The message delivered to the media was repeated in the dressing room. “A no-excuse, no-nonsense culture was instilled on the training pitch from day one,” said someone well placed to know exactly what was going on.
Hasenhuttl’s approach shook up a club aimlessly floating on a sea of apathy.
He followed a string of disappointing managerial appointments and signings a club operating without owner funding can ill afford – £19m on Argentine striker Guido Carrillo, who joined Elche for free two and a half years later; £18.1m on midfielder Mario Lemina, who is now on loan at Fulham; and £15m on Dutch defender Wesley Hoedt, who was loaned out to Celta Vigo 18 months later.
Within weeks a poster bearing the words “Ralphampton” had appeared outside St Mary’s. Hasenhuttl brought a purpose and drive back to the club that had disappeared since the departures of Mauricio Pochettino and Ronald Koeman, managers who had brought some of the best days Southampton had enjoyed since the Lawrie McMenemy era of the 1970s and 80s.
The fans responded. They reacted to someone they felt was genuine, friendly and humorous – those who know him say he is the same behind the scenes – had a vision and the best interests of the club at heart.
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But Hasenhuttl did not have the players to implement his tactics in quite the way he wanted. Before the Leicester debacle, Southampton won successive games only twice in 10 months following that initial burst. They were in the middle of an eight-match run without a Premier League win when Brendan Rodgers’ side came to St Mary’s.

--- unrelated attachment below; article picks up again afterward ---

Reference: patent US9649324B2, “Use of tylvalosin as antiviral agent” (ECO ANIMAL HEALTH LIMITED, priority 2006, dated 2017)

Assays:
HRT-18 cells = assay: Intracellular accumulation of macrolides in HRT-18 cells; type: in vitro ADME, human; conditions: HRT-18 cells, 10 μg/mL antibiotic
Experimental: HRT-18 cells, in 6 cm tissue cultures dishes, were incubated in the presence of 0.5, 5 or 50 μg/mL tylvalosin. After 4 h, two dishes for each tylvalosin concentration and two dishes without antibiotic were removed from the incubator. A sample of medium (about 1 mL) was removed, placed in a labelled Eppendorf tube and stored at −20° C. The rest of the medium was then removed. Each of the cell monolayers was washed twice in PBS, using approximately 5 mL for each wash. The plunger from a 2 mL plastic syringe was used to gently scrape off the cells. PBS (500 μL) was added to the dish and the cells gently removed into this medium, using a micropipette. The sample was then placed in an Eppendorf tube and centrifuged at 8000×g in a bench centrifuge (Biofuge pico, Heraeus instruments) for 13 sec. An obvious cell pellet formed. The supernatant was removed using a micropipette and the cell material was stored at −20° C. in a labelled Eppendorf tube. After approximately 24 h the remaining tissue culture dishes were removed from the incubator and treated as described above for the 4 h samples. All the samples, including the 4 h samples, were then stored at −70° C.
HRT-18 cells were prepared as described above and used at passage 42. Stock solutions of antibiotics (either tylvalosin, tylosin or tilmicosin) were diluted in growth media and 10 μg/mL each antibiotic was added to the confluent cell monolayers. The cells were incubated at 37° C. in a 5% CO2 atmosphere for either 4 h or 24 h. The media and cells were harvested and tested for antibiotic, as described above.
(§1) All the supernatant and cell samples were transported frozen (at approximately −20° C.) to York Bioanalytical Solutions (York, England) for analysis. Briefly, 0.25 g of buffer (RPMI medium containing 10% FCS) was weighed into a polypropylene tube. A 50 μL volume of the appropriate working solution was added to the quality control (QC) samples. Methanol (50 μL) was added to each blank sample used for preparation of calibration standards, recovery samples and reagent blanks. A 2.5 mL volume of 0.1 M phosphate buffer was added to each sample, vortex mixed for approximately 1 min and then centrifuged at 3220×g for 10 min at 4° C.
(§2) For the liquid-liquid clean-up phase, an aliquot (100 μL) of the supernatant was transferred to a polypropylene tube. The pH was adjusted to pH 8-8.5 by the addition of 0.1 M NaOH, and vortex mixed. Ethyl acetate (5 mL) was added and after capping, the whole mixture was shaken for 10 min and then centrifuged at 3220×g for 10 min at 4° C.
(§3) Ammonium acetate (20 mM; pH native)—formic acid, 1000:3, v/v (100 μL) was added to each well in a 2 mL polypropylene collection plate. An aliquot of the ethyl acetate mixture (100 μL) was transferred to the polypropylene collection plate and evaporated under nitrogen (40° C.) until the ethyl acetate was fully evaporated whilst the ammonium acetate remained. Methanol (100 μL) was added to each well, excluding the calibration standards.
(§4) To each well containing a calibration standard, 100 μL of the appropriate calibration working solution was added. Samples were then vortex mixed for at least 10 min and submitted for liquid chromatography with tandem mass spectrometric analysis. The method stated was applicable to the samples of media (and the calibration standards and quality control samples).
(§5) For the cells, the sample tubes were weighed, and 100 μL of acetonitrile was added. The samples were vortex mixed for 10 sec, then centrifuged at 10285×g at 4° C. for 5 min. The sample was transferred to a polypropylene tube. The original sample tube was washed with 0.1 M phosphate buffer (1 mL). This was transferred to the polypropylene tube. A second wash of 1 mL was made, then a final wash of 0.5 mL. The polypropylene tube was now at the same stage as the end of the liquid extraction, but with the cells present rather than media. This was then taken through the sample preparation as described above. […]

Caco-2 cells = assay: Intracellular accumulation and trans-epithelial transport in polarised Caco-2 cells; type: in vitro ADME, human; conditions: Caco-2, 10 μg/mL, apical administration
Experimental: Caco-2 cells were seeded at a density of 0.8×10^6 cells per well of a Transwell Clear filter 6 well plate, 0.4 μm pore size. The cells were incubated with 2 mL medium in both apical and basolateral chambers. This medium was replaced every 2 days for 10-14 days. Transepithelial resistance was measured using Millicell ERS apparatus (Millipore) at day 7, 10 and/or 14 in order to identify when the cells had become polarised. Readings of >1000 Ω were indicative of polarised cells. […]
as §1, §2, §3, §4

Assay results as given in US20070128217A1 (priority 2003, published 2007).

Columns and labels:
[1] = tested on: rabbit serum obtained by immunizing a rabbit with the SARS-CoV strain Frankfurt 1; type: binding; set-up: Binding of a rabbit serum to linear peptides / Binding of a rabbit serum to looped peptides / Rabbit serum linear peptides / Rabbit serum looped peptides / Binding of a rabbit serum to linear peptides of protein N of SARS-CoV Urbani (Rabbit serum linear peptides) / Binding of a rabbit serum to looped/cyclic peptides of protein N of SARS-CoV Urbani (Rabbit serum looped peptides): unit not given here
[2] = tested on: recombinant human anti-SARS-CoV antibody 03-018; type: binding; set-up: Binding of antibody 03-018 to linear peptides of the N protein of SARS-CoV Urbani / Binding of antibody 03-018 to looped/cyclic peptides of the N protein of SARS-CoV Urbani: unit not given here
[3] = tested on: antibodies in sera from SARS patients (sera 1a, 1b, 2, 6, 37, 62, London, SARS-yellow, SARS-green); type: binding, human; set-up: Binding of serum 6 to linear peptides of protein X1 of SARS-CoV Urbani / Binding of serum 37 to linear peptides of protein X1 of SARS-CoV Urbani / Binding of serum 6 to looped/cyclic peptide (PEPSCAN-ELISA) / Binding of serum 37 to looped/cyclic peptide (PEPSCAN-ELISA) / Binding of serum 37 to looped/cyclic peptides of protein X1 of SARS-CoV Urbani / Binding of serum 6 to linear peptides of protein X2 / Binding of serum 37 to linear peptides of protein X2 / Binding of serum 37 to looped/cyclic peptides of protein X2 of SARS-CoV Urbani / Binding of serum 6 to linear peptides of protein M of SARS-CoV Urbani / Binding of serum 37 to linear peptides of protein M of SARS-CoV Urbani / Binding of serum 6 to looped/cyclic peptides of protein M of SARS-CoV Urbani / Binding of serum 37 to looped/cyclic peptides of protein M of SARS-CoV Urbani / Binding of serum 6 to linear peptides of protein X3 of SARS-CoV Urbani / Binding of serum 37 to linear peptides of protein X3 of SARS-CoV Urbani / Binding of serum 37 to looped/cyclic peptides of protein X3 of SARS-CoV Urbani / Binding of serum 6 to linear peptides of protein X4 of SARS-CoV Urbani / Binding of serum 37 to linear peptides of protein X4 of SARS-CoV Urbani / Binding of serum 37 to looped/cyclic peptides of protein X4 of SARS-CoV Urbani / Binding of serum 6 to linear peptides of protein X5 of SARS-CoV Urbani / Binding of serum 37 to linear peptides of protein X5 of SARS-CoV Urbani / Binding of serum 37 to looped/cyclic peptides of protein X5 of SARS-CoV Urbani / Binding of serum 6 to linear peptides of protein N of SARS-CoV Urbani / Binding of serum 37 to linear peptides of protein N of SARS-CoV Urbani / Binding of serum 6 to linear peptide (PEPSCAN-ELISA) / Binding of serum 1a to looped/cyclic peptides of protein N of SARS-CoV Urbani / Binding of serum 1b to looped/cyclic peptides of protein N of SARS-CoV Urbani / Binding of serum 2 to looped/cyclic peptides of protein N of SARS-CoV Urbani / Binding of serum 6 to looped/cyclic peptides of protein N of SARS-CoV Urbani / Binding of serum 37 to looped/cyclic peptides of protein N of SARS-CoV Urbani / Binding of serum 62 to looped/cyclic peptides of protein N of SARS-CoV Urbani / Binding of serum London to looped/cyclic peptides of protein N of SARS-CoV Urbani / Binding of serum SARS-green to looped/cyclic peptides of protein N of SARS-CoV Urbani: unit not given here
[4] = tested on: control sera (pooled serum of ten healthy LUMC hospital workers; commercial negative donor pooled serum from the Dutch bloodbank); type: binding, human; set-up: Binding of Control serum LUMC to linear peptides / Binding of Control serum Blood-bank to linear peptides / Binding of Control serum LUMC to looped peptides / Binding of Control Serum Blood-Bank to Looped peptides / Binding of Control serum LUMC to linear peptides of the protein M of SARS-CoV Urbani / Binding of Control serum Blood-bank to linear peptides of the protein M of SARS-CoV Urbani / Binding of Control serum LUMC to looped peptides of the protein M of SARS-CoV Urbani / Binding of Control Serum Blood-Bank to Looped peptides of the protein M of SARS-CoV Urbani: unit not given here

“You have to give Ralph credit,” says Dave Merrington, the former Southampton manager who now acts as summariser for all the club’s games on Radio Solent. “If he had stayed on the back foot he would have got sacked.
“When you lose three games in a row as a manager, you don’t sleep at night. Am I picking the right side? Am I using the right tactics? Is the training right? Are we getting the most out of the players? Are we playing the players in the right positions?
“A lot of managers would have said ‘I am not changing’. He did change. He changed the whole style of play from a defensive one to an attacking, pressing one.”
In other words, Hasenhuttl went back to the tactics that served him so well at Ingolstadt and RB Leipzig – and which fuelled so much confidence when he strode into St Mary’s in the first place.
A run of seven wins from 11 Premier League matches took Saints from a perilous 19th in the table to ninth – and with enough breathing space to ensure when lockdown came, Hasenhuttl was able to start work on a project that his club should benefit from, while at the same time providing evidence that the partnership between club and manager is going to be a long one.
The Austrian’s “Southampton playbook” is a coaching blueprint for the academy, aimed at ensuring all the age-group teams use the same methods for what Hasenhuttl calls the “four phases of our game – with the ball, against the ball, playing and using the ball”.
He spent huge amounts of time during lockdown collating material that means, through text, animation and video clips, Hasenhuttl feels he has provided “behaviours for every position”.
The theory is players are able to move up through the age groups, and eventually into the first team, with detailed knowledge of how to play. Evidently, this requires continuity at senior level, hence the feeling Hasenhuttl is happy on the south coast – and is providing some form of payback for the support he received from Semmens post-Leicester.
In much the same way as Hasenhuttl has developed partnerships on the field, Southampton now have a significant one off it.
“Martin needs a pat on the back because he is the one who stuck by the manager when it would have been easy to say ‘we are going to have a change’,” says Merrington. “Now the manager and chairman are working hand in glove. If you have that, you have a chance.”